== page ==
Step Four: Before you update you game, double check that the “Mods” folder is empty.  If you are currently using mods or custom content, delete all the contents of the Mods folder before you update your game.  Don’t worry, you made a back-up in Step Three, and you need all of that out of your game before you update!  So just delete anything in the Mods folder.  Then run Origin and allow your game to update.  DO NOT add your mods or custom content back into your game yet.  First load your game without any 3rd party content and make a fresh save by clicking “Save As” in the Game Options menu.  Name it “Patched Vanilla” or something that will remind you that this is your first save after the big patch and there’s no mods or custom content installed.  Then quit your game and gradually add your mods and cc back into the “Mods” folder, testing each time, according to the well-known careful cc practices you’ve probably heard of a thousand other times.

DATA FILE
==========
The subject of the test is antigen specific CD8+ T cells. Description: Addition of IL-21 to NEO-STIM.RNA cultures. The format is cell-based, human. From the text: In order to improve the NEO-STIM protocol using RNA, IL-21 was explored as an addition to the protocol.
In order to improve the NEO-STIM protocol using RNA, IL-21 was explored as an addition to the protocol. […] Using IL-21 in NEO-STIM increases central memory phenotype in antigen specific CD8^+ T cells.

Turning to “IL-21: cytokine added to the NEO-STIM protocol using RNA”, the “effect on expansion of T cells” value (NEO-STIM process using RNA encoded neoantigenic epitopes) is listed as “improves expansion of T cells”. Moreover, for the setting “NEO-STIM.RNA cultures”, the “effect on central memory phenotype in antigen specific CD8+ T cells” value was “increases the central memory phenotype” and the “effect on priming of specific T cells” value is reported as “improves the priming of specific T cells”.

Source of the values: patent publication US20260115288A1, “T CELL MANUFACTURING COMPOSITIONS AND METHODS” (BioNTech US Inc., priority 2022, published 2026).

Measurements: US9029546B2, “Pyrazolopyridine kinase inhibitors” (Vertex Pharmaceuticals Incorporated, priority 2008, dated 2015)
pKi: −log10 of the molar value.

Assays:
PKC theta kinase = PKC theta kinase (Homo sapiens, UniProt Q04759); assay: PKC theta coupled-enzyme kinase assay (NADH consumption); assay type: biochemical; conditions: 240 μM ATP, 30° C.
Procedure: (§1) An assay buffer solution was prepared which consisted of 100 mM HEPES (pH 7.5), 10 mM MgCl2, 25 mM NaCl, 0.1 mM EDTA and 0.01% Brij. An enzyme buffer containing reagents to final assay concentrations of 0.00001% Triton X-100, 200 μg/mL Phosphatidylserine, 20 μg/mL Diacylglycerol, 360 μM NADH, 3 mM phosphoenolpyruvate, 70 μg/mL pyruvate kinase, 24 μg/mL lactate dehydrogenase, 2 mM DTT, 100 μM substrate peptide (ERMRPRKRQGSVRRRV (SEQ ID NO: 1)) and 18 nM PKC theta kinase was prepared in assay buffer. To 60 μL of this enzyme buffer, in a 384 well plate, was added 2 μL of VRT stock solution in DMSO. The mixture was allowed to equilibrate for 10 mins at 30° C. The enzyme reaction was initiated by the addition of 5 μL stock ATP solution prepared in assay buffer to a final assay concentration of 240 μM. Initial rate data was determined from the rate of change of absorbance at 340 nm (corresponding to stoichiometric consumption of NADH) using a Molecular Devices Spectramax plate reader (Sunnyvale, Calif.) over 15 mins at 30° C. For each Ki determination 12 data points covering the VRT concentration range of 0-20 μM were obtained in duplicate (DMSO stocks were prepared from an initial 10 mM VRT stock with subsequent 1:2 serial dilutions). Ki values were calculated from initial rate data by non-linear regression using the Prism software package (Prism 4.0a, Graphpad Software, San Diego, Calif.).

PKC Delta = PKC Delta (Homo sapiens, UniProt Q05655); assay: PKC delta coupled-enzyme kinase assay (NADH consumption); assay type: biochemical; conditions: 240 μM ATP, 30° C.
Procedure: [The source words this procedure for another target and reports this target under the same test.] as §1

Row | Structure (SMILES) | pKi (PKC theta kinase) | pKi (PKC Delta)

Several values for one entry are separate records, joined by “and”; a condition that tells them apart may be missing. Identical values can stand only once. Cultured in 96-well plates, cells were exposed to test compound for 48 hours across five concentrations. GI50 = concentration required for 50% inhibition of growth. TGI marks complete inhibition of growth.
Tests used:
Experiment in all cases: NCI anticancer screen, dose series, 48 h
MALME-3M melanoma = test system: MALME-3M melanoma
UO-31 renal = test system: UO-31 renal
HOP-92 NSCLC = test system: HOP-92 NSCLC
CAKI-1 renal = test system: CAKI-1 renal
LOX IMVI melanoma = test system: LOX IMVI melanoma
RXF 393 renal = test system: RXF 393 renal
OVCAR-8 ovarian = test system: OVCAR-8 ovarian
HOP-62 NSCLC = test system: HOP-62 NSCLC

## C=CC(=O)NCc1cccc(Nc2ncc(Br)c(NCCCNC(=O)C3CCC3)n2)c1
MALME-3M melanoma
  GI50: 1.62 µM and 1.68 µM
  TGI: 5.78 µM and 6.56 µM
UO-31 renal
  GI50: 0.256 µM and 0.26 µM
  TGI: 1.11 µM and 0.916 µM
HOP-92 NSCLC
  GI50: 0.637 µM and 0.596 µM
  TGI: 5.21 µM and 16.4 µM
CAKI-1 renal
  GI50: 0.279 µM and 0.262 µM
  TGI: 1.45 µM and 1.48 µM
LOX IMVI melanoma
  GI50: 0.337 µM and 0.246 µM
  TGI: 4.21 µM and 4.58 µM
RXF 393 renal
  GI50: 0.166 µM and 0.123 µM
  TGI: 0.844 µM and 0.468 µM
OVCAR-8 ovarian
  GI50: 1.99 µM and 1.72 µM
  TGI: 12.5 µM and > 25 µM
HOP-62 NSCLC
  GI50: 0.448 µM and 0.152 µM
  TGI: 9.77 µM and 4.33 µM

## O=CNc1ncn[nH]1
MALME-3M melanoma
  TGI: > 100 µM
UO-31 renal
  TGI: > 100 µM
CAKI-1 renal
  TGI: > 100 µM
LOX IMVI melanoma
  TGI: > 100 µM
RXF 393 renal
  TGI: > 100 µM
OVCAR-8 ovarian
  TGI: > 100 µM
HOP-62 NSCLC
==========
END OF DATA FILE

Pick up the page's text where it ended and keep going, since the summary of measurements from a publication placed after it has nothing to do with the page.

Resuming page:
Step Five: Use the “Save As” feature to make a brand new file for your game from time to time.  It really helps in case something glitches in your game, or otherwise goes terribly wrong.  There’s an Autosave feature, but that isn’t for recovering from serious technical malfunctions.  There may come a time when you need to go back to an earlier save, so you need to make sure you have an earlier save to go back to!  If you play just one household, you might like to do another “Save As” every sim week, so you can go back a week in your game if something messes up.  I play rotationally, so I make a new save whenever I transfer to a new household in my rotation.